RUNNING, JUMPING, THROWING - THE ESSENTIAL TECHNIQUES FOR MANY SPORTS
Observing training of various athletes, teams, groups, etc, it is noticeable that there is a strange tendency to focus on some essentials and to completely ignore the rest while training and practicing. It is not clear what guides some coaches and athletes to select what aspect of which technique
to work on, but it is painfully clear that the fundamentals are often being completely ignored. Ever heard a coach instructing his student by saying: "Hold the ball like this, with your index finger on point and then just throw it as far as you can". WHO is going to explain to the athlete HOW TO throw? Of course, knowing how to hold the ball
is important, but knowing how to throw it
is even more important. The mechanics, the technical instruction is not offered at all. Or how about a coach saying to a student about to attempt to run hurdles: "Start running and then go over the hurdle - nice and easy..."
. Ok, coach, that was very helpful, "nice and easy" definitely explains how to do it.
Each sport seems to be an individual affair from a first sight. But if you look at all of them closely, virtually all athletic activities include either jumping
, or running
, or throwing
, or a combination of any or all three. Take, for example, tennis
. It includes running, very very short distances
but running none the less. Or take triple jump or hurdles in Track & Field
. They include running and jumping. Just like Parkour
, aka Free Running
, a relatively new sport emerging from Europe, that includes lots of serious running and dangerous jumping. All the more reasons to pay especial attention to how you run
and how you jump. That could also be said about American Football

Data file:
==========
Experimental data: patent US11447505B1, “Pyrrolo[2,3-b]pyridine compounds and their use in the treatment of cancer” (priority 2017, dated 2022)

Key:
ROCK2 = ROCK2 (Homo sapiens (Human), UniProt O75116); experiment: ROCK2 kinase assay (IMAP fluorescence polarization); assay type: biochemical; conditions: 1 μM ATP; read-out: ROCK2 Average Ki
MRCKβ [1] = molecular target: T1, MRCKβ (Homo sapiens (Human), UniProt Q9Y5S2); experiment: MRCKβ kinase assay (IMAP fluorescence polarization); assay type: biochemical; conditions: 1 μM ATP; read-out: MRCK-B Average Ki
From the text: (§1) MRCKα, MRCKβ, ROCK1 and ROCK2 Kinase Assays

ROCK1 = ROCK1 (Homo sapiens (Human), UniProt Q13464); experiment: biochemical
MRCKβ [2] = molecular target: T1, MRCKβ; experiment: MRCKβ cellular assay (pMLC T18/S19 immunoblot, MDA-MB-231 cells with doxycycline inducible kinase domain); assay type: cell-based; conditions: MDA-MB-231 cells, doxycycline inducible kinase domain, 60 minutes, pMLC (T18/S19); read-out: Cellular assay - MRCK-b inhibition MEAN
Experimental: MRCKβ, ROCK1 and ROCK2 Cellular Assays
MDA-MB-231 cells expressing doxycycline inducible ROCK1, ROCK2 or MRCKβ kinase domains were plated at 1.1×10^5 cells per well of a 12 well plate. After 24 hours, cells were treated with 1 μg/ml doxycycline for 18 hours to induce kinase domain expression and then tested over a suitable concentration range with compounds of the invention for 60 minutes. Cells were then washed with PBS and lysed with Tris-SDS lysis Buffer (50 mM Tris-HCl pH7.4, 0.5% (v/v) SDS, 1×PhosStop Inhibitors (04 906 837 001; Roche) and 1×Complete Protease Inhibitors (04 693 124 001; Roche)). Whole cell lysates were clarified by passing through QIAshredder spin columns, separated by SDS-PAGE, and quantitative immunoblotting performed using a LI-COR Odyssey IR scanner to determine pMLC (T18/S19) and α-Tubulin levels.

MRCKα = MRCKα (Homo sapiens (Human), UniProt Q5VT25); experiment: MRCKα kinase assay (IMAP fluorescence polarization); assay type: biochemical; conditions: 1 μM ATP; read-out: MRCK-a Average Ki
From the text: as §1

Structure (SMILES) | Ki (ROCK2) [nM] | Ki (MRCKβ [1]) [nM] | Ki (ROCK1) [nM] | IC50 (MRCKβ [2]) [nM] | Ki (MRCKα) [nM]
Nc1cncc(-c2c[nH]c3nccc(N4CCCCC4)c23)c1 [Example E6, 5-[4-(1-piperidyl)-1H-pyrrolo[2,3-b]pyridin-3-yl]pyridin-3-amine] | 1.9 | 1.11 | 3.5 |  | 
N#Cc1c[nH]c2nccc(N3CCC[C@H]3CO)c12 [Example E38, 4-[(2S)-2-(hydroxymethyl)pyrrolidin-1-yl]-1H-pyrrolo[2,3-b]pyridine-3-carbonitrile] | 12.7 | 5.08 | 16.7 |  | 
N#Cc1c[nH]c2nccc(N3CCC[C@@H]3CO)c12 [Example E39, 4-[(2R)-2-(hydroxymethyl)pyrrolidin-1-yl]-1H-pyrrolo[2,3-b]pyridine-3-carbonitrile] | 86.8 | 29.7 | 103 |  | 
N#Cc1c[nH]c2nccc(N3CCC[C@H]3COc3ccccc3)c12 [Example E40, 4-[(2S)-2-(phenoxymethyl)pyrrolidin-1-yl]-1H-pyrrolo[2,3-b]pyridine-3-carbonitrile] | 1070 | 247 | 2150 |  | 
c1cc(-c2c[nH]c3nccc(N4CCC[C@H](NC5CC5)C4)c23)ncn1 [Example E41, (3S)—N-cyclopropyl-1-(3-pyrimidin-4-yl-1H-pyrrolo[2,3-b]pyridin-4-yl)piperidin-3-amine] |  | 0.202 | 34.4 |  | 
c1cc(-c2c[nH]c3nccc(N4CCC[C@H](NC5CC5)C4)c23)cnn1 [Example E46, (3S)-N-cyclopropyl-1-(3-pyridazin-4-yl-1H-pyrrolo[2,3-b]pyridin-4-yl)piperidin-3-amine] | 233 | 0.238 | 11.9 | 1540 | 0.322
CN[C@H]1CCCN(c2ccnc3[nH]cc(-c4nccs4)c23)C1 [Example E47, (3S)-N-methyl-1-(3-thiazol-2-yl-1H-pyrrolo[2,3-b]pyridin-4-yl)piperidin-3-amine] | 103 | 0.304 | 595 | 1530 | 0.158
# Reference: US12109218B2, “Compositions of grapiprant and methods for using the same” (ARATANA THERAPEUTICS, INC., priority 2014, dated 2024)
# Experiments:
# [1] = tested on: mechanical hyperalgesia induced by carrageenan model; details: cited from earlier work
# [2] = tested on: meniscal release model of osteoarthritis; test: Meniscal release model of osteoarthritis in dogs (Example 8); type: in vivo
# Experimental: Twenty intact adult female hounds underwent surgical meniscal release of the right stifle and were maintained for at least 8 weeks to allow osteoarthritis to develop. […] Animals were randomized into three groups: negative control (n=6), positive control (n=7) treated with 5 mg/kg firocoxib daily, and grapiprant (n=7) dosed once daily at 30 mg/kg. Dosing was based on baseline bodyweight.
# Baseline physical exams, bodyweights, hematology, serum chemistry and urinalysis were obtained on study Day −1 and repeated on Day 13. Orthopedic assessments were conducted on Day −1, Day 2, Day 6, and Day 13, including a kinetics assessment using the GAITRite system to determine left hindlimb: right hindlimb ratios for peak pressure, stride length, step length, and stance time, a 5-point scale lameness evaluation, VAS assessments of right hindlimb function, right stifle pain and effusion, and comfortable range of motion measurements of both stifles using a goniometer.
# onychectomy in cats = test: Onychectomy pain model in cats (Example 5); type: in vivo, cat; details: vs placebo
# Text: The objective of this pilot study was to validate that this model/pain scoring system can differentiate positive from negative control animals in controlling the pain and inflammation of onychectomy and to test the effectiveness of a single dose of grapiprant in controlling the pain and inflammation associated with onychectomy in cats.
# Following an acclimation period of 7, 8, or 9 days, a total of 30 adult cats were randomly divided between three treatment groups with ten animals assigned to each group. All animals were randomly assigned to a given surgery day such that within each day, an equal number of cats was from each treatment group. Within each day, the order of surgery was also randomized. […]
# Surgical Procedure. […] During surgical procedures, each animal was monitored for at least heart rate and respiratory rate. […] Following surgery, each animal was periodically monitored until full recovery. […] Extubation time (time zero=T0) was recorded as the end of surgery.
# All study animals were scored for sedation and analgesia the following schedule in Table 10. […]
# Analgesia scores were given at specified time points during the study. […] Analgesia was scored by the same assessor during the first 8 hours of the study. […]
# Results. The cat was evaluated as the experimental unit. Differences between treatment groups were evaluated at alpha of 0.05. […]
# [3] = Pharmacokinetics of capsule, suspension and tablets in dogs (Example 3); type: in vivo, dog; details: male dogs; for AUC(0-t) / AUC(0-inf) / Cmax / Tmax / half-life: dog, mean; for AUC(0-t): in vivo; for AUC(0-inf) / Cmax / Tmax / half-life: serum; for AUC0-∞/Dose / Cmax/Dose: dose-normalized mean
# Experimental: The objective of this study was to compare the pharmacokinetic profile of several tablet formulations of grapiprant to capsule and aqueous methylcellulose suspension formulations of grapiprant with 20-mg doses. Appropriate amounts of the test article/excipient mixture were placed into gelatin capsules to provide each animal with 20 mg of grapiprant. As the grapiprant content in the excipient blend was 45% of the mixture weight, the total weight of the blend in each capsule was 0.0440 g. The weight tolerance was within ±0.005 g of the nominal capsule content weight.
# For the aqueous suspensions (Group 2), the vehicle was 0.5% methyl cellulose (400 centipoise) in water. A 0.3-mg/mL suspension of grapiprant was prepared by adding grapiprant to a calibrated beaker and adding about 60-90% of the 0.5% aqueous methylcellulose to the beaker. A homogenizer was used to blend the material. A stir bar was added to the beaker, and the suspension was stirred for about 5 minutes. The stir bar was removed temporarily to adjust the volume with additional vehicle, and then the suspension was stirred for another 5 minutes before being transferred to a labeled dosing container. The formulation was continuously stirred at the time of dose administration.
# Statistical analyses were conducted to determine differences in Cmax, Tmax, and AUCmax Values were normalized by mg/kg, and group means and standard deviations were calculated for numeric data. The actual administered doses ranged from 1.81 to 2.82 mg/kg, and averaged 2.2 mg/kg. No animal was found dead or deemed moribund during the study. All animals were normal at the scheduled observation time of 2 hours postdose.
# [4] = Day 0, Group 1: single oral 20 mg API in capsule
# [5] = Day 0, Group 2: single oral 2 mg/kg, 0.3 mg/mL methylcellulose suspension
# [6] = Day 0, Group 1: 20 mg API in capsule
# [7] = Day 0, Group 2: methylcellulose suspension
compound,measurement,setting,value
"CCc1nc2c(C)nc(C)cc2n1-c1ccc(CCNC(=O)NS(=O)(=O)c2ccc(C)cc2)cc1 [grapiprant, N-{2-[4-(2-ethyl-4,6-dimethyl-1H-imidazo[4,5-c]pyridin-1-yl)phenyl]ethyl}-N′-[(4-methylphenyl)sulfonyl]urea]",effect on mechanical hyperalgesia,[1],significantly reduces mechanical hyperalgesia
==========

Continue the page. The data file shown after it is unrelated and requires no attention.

, which also includes throwing in addition to running and jumping. So, given all of the above, does it not make natural sense to work on all techniques that come with the territory of your sport?
As you might already know, running, jumping and throwing are referred to as the fundamentals of natural human locomotion. These three activities were essential to our survival centuries ago, they also became the foundation of Track and Field
and the first Olympic games
. Nowadays they comprise most of the athletic activities we do. So it is essential to understand what techniques are involved in your particular sport and work on them in addition to your sport specific training, instead of focusing on one technique that seems to define each individual sport.
The main reasons to work on your techniques are to stay injury free and to allow yourself to excel in your game. Take for example the American Football star Devin Hester
, the sheer superiority of his running skill alone allows him to outrun every single player on the field and that makes him a star. It is not known whether he worked on his technique or he is a raw talent, but it is clear that his superior skills make him a better athlete. We don't have to have a natural talent for something in order to be good at it. A huge improvement always, remember, always comes as a result of working on your technique alone. And only after that does the natural talent make a difference.
Technique work on fundamentals that comprise your sport should be a mandatory inclusion in your training regimen. If you're not working on your fundamental techniques, you're pretty much setting yourself up for mediocre results. A progress and success cannot truly happen if there is no solid foundation. The sheer absense of that foundation will be your single most limiting factor.
Learn how to run, jump or throw and create a solid foundation for the rest of your athletic activities.
Article by Dr. Nicholas Romanov
Composed by L. Romanov